October 24 was United Nations Day—the annual holiday commemorating the creation of the international body in 1945. This year, it arrived at a particularly fitting time. World leaders—acting through UN venues this month—have a once-in-a-generation chance to advance human rights and protect humanity’s common interests. If they act now, they can be remembered as the people who averted global catastrophe. If they fail to take bold action, they will go down in history as the leaders who sleepwalked into disaster. This article outlines the steps that the UU Service Committee urges world leaders to take at the UN in the coming months.
Embrace the squash season with this Butternut Squash Pasta! In similar dishes, the squash is pureed into the sauce, which you can certainly do, but this version leaves chunks of roasted squash and other veggies in the dish. Texture is tasty! And because sunflower seeds are used, this dish is nut free!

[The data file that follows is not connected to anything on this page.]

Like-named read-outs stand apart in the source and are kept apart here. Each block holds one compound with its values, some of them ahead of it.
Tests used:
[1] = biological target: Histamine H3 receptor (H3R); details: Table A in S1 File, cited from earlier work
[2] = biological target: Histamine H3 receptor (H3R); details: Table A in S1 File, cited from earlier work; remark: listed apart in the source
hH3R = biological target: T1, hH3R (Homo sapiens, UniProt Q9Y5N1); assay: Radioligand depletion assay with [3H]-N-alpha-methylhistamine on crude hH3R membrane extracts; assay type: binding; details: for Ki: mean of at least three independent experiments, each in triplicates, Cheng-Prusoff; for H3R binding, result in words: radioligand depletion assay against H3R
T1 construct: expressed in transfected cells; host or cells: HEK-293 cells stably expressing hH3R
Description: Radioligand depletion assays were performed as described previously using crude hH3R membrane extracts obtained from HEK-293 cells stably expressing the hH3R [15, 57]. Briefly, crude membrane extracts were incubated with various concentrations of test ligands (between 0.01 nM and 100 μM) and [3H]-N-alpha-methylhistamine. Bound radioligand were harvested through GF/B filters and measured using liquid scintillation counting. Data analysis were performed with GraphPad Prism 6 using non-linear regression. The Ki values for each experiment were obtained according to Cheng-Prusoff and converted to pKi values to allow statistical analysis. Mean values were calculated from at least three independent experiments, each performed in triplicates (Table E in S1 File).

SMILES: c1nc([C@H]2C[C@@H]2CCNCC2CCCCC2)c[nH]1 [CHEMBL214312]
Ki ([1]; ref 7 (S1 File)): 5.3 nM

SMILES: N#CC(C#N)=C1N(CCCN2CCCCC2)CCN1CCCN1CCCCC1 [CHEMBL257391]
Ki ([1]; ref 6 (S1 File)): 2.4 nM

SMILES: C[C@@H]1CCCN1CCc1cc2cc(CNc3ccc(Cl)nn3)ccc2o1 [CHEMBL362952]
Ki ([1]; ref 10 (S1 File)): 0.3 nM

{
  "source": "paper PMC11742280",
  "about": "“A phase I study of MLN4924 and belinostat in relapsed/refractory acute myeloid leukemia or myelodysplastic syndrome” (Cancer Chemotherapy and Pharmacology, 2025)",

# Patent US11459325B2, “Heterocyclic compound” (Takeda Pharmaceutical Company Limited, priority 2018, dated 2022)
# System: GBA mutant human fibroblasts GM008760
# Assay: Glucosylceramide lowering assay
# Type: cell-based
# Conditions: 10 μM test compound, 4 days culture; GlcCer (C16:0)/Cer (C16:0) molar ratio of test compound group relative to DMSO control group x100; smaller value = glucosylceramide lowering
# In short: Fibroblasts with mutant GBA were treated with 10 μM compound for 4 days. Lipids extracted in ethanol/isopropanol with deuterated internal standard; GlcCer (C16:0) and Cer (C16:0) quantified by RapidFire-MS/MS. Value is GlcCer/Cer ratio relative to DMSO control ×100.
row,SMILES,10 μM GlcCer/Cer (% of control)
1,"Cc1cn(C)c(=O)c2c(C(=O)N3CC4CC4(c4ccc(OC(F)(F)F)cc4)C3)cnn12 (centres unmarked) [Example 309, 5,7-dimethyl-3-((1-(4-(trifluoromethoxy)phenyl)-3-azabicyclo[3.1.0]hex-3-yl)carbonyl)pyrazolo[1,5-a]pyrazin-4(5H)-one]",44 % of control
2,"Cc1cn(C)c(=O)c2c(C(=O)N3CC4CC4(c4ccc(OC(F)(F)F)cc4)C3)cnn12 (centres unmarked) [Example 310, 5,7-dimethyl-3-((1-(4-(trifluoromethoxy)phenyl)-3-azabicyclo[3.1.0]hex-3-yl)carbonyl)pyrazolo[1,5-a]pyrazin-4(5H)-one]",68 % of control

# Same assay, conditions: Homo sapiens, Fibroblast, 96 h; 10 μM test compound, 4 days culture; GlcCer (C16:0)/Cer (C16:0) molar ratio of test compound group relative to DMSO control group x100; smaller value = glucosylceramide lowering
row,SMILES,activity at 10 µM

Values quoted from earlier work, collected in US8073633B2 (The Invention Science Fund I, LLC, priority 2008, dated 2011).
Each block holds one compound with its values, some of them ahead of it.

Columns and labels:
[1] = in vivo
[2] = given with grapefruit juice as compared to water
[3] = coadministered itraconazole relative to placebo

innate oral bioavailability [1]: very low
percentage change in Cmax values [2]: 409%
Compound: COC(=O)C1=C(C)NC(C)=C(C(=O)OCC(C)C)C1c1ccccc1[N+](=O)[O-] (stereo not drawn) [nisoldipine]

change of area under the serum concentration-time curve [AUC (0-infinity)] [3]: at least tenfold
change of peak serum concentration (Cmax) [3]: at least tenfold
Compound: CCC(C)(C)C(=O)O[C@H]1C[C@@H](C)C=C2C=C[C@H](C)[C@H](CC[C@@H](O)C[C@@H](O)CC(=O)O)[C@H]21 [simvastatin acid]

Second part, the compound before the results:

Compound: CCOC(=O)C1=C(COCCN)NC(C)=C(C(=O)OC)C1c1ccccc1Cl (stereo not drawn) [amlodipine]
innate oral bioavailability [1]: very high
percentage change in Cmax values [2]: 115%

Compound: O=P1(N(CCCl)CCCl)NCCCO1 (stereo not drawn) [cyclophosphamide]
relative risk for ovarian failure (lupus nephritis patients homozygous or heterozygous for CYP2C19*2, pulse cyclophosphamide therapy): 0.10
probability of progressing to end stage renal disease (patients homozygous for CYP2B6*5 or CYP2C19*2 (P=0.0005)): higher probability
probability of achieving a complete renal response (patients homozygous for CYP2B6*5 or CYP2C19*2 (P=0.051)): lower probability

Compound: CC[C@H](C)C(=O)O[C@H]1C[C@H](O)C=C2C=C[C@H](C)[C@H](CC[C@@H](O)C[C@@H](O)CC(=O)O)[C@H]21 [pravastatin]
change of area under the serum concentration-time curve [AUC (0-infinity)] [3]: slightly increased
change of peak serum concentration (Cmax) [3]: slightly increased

We close this newsletter with a reflection and blessing from Cindy Piester, UUs for a Just Economic Community Board Member and COP 27 NGO Delegate.
"With COP 27 just around the corner, the tension is building. Will the call of the unified hearts, minds, and souls of millions around the globe be sufficient to meet the 1.5° C goal of the Paris Agreement? Will the wealth and power of controlling interest somehow yield for the sake of the greater good? Will the Global South, which contributed least to the climate disaster, be spared paying the ultimate price for the energy gluttony of the Global North? Will the young be spared the devastating impacts of neglect of their own elders?
In the midst of this turmoil, there is stillness. And there is Power. The power to make the urgent changes, at scale, that life itself demands. May it be so."
P.S. We are grateful recipients of the Deborah Pulliam Grant from the Unitarian Universalist Congregation of Castine, Maine. This grant will support the work of the UUMFE BIPOC Caucus. Thank you, UU Castine!